Komuro, dressed in a crisp dark suit and tie, bowed briefly to camera crews gathered outside his home as he left in the morning but said nothing. His casual demeanour on returning to Japan, including long hair tied back in a ponytail, had sent tabloids into a frenzy.

MONEY SCANDAL

Just months after the two announced their engagement at a news conference where their smiles won the hearts of the nation, tabloids reported a financial dispute between Komuro’s mother and her former fiance, with the man claiming mother and son had not repaid a debt of about $35,000.

The scandal spread to mainstream media after the IHA failed to provide a clear explanation. In 2021, Komuro issued a 24-page statement on the matter and also said he would pay a settlement.

Public opinion polls show the Japanese are divided about the marriage, and there has been at least one protest.

Analysts say the problem is that the imperial family is so idealised that not the slightest hint of trouble with things such as money or politics should touch them.

The fact that Mako’s father and younger brother, Hisahito, are both in the line of succession after Emperor Naruhito, whose daughter is ineligible to inherit, makes the scandal particularly damaging, said Hideya Kawanishi, an associate professor of history at Nagoya University.

“Though it’s true they’ll both be private citizens, Mako’s younger brother will one day become emperor, so some people thought anybody with the problems he (Komuro) had shouldn’t be marrying her,” Kawanishi added.

The two will live in New York, though Mako will remain on her own in Tokyo for some time after the wedding to prepare for the move, including applying for the first passport of her life.

(Reporting by Elaine Lies; Editing by Ana Nicolaci da Costa)

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EU countries splinter ahead of crisis talks on energy price spike

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Divisions have deepened among European Union countries ahead of an emergency meeting of ministers on Tuesday on their response to a spike in energy prices, with some countries seeking a regulatory overhaul and others firmly opposed.

European gas prices have hit record highs in autumn and remained at lofty levels, prompting most EU countries to respond with emergency measures like price caps and subsidies to help trim consumer energy bills.

Countries are struggling to agree, however, on a longer term plan to cushion against fossil-fuel price swings, which Spain, France, the Czech Republic and Greece say warrant a bigger shake-up of the way EU energy markets work.

Ministers from those countries will make the case on Tuesday for proposals that include decoupling European electricity and gas prices, joint gas buying among countries to create emergency reserves, and, in the case of a few countries including Poland, delaying planned policies to address climate change.

In an indication of differences likely to emerge at the meeting, nine countries including Germany – Europe’s biggest economy and market for electricity – on Monday said they would not support EU electricity market reforms.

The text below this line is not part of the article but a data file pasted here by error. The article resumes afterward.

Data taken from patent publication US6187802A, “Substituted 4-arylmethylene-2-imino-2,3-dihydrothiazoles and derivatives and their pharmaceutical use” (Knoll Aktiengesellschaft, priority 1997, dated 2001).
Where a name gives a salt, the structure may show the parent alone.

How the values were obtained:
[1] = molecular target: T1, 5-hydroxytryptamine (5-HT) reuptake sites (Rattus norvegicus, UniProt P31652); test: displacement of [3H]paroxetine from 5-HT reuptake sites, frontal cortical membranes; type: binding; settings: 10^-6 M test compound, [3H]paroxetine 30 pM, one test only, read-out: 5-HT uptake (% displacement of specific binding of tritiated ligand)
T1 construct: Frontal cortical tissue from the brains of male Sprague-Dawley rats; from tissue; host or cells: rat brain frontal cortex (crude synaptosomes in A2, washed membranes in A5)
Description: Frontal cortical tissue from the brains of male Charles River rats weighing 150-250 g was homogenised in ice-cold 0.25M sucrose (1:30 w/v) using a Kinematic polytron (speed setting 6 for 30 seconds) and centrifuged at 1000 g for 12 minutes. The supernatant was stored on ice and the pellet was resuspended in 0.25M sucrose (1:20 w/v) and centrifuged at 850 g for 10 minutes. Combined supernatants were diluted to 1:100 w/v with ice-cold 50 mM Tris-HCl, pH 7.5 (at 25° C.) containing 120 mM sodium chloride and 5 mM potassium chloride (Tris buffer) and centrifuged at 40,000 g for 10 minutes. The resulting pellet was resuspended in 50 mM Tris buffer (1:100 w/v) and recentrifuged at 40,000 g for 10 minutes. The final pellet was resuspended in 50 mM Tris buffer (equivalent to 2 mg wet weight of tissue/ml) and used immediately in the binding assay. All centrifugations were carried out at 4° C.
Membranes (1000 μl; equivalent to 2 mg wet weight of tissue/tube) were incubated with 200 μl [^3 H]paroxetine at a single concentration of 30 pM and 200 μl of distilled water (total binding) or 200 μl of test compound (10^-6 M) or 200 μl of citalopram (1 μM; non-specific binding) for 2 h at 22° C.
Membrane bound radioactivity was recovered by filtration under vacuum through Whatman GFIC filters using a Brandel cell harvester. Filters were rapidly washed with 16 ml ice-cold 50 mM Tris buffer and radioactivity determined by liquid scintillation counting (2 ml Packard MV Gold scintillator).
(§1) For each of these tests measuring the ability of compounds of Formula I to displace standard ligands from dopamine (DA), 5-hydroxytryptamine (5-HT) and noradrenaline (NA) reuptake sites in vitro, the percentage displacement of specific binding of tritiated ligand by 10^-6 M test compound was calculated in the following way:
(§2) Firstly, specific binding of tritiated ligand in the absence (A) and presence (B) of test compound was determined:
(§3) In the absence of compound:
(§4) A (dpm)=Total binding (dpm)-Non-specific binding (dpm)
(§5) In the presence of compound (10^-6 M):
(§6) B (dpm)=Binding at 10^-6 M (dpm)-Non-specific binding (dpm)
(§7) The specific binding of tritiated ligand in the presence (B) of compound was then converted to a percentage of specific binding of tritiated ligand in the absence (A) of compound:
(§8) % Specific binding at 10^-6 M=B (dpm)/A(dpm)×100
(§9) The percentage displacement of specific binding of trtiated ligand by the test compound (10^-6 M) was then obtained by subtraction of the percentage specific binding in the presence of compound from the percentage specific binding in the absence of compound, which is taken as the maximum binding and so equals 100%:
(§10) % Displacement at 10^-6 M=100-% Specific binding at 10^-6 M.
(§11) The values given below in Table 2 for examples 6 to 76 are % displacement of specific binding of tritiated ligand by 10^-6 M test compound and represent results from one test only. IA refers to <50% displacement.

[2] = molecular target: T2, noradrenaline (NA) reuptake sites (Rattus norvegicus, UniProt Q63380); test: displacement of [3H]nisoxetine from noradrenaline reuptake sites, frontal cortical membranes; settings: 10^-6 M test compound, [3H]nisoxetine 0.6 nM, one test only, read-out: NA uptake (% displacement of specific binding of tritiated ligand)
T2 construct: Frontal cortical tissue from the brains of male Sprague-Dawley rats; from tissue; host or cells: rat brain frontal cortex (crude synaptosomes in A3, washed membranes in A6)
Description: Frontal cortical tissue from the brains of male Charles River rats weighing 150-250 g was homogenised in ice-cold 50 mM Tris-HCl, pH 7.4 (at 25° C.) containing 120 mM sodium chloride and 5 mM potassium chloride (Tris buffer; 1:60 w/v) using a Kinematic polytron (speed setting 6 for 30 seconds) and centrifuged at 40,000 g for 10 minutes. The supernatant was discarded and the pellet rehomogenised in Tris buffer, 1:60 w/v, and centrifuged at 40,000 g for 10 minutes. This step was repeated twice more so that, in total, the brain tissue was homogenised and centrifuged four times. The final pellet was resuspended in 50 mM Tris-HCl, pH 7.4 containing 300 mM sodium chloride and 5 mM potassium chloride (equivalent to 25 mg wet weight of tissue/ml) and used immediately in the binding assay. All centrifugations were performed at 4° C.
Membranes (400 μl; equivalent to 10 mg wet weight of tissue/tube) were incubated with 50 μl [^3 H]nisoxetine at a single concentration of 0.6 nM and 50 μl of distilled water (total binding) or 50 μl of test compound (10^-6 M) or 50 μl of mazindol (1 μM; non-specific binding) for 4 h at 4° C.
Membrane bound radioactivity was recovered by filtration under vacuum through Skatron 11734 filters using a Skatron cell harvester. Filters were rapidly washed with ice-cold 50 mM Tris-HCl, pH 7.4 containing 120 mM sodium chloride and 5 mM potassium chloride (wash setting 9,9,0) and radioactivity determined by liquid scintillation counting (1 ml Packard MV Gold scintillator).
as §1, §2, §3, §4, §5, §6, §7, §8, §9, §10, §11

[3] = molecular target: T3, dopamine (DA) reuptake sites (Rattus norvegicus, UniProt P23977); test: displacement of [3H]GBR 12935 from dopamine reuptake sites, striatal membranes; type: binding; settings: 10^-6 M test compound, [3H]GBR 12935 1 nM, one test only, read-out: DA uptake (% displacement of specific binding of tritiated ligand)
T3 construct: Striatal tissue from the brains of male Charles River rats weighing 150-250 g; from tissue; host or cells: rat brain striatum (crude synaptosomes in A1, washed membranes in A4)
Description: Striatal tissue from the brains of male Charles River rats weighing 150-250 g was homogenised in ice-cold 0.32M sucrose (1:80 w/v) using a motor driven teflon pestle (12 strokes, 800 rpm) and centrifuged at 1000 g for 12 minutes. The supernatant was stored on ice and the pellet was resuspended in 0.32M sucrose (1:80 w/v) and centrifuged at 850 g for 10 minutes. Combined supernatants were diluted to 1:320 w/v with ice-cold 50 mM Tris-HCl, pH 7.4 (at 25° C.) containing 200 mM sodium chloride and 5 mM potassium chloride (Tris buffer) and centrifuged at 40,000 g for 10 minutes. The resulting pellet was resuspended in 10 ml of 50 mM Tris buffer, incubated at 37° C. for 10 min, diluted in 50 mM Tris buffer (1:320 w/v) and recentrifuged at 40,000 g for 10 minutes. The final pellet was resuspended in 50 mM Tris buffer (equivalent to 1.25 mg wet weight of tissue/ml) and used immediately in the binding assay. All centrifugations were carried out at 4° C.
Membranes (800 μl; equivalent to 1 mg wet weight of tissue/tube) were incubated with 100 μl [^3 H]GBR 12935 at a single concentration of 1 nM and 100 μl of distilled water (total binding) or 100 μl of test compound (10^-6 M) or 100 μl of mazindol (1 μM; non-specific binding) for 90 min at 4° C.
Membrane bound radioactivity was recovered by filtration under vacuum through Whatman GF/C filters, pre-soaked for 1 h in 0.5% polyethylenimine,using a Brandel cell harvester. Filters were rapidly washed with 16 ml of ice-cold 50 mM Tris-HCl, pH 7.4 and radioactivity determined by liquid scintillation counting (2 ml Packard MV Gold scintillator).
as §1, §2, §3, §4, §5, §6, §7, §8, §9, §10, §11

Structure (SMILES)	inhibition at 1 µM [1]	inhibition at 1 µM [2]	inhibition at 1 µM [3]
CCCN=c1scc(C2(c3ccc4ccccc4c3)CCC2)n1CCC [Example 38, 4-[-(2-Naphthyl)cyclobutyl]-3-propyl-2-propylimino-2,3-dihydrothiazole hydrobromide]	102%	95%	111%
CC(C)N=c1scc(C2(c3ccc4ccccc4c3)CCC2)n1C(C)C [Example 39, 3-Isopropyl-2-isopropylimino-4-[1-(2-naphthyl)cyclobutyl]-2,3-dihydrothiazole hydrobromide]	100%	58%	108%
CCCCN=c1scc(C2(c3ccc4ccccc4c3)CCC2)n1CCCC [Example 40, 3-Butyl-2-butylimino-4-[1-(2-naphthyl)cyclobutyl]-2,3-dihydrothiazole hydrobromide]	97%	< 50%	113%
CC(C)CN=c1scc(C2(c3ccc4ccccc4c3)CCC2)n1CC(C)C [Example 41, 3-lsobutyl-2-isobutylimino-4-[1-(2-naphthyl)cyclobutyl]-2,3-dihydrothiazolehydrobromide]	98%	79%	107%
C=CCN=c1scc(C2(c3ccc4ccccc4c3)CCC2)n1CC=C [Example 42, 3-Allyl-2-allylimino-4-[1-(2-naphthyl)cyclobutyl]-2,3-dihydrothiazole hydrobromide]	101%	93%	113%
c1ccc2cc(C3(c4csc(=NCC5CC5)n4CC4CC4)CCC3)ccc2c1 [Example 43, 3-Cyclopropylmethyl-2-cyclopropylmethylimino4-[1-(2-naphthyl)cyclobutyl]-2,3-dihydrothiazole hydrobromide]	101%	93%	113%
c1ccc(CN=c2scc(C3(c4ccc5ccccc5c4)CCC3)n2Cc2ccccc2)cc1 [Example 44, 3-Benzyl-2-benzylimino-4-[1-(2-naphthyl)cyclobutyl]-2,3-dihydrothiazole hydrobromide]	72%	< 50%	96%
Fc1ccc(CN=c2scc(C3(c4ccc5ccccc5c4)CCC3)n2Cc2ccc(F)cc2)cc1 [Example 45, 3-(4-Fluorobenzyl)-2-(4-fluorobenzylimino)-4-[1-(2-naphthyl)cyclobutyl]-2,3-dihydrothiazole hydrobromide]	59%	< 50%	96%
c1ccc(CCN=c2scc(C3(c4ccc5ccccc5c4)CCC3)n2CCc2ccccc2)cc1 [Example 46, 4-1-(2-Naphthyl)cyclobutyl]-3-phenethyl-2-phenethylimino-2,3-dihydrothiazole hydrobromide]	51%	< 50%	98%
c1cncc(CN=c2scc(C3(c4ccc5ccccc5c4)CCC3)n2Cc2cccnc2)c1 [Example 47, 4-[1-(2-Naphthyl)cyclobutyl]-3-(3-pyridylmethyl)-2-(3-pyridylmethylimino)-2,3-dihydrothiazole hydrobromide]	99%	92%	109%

“This will not be a remedy to mitigate the current rising energy prices linked to fossil fuels markets,” the countries said in a joint statement.

The European Commission has asked regulators to analyse the design of Europe’s electricity market, but said there was no evidence that a different market structure would have fared better during the recent price jump.

“Any interventions on the market and the decoupling of [gas and power] pricing are off the table,” one EU diplomat said, adding there was “no appetite” among most countries for those measures.

Other proposals – such as countries forming joint gas reserves – would also not offer a quick fix and could take months to negotiate. A European Commission proposal to upgrade EU gas market regulation to make it greener, due in December, is seen as the earliest that such proposals would arrive.

With less than a week until the international COP26 climate change summit, the energy price spike has also stoked tensions between countries over the EU’s green policies, setting up a clash as they prepare to negotiate new proposals including higher tax rates for polluting fuels.

Hungarian prime minister Viktor Orban has dismissed such plans as “utopian fantasy”, a stance at odds with other EU countries who say the price jump should trigger a faster switch to low-emission, locally produced renewable energy, to help reduce exposure to imported fossil fuel prices.

 

(Reporting by Kate Abnett; Editing by Bernadette Baum)

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Bad weather off Canadian coast preventing efforts to board container ship after fire

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Bad weather off Canada‘s Pacific Coast on Monday prevented a salvage crew from boarding a cargo ship where several containers of chemicals burned over the weekend, the coast guard said.

Sixteen crew members were evacuated from the MV Zim Kingston on Saturday. Five remained onboard to fight the fire, which was largely under control by late Sunday.

The company has appointed a salvage crew “but due to the current weather, (they) have been unable to board the container ship”, the coast guard said on Twitter.

“The containers continue to smolder and boundary cooling – spraying water on the hull and on containers near the fire – continues,” it added.

The ship is anchored several kilometers (miles) off the southern coast of Vancouver Island, in the province of British Columbia. There is no impact to human health, the coast guard said.

Danaos Shipping Co, the company that manages the ship, said on Sunday that no injuries had been reported on board.

 

(Reporting by David Ljunggren; Editing by Sandra Maler)